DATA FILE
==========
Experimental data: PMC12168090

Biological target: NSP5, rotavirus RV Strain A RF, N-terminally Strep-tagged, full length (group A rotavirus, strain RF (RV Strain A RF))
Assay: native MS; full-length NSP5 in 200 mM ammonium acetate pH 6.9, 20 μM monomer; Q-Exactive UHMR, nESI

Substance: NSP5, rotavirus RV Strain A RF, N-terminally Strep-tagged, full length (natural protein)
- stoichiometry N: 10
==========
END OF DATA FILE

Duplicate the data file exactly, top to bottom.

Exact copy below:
Experimental data: PMC12168090

Biological target: NSP5, rotavirus RV Strain A RF, N-terminally Strep-tagged, full length (group A rotavirus, strain RF (RV Strain A RF))
Assay: native MS; full-length NSP5 in 200 mM ammonium acetate pH 6.9, 20 μM monomer; Q-Exactive UHMR, nESI

Substance: NSP5, rotavirus RV Strain A RF, N-terminally Strep-tagged, full length (natural protein)
- stoichiometry N: 10